My husband and I had an interesting disagreement the other day. He was on the side of "only meaningful prayer" and I, surprisingly enough, found myself defending rote, repetitious prayer. Here's the scoop:
He feels like everytime he turns around it's time for another prayer. We Latter-day Saints are a praying people: personal prayer, breakfast prayer, family prayer, dinner prayer, Family Home Evening opening prayer, Family Home Evening closing prayer, bedtime prayer. Prayer for this, prayer for that. It makes him weary, and it makes him grumble. "If we're just saying the same old thing over and over again, then let's not say it!" he gripes. Let's say fewer, more meaningful prayers.
Now, I know the leaders of the Church have counseled and cautioned about the quality of our communications with God. We should be wary of falling into patterns of 'vain repetition' in our prayers. We should be aware that we actually are communing with Deity, and not just muttering words into space. But as a parent, and even as a human being, I am seeing prayer as being necessary in both quality and quantity.
Teaching a child to pray must start from a very early age. It begins with patterning and routine. A child copies what we do and say, thus the primer prayers we give to our children often keep surfacing even years later when dinner is on the table and they just want to quell the rumbling in their empty tummies: "Please bless this food to nourish and strengthen our bodies."
Or when we don't know what else to say first: "We're thankful for this day." Or last: "Bless us to sleep well. (or go home in safety, etc.)"
And though I will continue to teach my children (and reinforce to myself) that prayer is an active, living communication, and should reflect our most personal, intimate feelings of concern and gratitude, I also defend the 'same old prayer'. Here's why:
Much of what we do we do because we've always done it that way. Patterns and habits have to be put in place in our lives, and that happens purely from repetition. I want my children to feel that they've forgotten something if they begin to eat a meal that has not first been blessed, just like I would want them to feel that they have forgotten something if they accept a birthday gift without first saying 'thank you'. I want them to feel that they're missing something if they lie down to sleep at night without saying their prayers, just as I want them to feel that they are missing something without my kiss and love before they fall asleep. We pray often because we're commanded to, and because it keeps our Heavenly Father on the front burner of our minds. I never want too much time to go by without turning to Him.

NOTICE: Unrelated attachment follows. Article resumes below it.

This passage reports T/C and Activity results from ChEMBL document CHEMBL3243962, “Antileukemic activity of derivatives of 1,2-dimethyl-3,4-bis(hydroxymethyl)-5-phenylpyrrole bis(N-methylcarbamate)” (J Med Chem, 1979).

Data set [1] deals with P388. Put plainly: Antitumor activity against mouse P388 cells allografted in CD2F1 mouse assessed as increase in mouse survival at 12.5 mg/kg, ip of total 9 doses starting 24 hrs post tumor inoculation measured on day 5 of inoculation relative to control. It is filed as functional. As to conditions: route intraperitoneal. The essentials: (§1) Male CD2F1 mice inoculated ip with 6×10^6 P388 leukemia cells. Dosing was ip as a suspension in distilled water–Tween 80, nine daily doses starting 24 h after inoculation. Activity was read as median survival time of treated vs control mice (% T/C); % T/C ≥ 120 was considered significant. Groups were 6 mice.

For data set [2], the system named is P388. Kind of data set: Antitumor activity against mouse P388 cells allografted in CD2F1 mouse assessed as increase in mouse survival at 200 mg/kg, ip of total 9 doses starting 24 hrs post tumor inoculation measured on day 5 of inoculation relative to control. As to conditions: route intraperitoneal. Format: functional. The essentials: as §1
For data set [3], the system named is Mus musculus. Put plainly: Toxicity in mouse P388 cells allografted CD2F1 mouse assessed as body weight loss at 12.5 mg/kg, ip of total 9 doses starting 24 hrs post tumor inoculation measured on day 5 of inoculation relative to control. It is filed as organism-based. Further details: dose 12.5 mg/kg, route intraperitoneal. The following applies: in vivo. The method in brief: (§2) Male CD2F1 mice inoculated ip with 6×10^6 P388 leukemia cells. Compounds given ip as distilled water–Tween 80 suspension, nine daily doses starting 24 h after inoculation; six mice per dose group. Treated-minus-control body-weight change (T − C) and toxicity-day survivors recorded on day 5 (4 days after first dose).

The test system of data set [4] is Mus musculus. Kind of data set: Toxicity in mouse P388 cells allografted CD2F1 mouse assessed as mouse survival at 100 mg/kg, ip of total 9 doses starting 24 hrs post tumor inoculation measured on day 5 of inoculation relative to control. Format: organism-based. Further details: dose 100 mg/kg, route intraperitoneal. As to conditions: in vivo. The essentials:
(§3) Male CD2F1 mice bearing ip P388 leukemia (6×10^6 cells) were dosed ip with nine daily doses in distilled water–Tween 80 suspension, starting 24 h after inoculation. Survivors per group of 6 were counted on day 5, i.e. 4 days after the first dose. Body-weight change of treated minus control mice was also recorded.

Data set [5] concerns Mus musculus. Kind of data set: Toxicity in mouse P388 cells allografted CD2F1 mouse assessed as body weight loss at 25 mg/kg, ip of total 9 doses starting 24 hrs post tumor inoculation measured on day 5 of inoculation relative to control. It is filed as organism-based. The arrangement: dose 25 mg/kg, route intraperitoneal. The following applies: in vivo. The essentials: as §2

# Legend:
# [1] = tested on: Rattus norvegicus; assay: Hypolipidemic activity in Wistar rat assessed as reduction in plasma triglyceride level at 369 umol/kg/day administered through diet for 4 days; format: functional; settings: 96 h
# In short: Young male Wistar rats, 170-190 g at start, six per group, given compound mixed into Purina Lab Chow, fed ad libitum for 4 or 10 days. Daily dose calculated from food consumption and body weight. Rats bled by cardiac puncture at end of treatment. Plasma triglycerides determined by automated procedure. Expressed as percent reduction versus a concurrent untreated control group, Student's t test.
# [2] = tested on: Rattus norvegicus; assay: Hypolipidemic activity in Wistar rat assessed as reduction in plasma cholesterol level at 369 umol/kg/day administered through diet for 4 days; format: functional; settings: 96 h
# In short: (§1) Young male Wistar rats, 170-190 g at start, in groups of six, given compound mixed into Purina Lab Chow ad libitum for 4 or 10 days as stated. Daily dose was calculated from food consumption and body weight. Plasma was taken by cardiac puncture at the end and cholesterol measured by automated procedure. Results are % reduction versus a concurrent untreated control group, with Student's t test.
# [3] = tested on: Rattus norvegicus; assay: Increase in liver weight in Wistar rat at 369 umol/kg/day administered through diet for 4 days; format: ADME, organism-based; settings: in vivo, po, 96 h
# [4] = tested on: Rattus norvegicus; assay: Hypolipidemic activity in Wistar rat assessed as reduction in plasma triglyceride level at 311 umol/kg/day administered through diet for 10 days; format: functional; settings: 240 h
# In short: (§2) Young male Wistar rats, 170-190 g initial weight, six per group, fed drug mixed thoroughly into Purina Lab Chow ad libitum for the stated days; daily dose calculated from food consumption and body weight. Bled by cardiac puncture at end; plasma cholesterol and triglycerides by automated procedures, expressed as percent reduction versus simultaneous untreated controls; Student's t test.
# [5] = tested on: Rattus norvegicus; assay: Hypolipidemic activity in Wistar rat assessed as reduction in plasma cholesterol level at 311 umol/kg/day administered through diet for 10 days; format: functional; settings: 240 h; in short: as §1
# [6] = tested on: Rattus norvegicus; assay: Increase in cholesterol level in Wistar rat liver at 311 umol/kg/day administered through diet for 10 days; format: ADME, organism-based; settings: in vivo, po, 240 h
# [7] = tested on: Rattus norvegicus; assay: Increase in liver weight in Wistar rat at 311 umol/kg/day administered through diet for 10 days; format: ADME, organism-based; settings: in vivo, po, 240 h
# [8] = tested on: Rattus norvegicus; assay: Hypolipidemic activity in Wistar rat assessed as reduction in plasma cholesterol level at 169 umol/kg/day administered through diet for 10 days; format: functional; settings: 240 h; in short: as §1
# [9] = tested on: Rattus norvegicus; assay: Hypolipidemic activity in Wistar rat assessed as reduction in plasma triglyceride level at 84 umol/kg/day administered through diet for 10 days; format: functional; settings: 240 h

There will come a day when my children live outside the walls of the home I have prepared for them. There will come a day when they are lonely, or confused, or angry, or betrayed. There will come a day when the buffetings of the adversary will try to crush them. I hope in that day that they will automatically turn to prayer because that's what they were taught by example. If we only make the effort to pray when we're really feeling meaningful, it's like only taking out the good china for a special occasion. . .that never happens.
In my own life, the quality of my prayers has steadily improved with practice, just as anything else I do improves with practice. I trust it will be the same with my children. But thank goodness my parents taught me to practice! Thank goodness I never had to wonder where to turn or what to do. I do what I have always done, sometimes more meaningfully than others: I pray.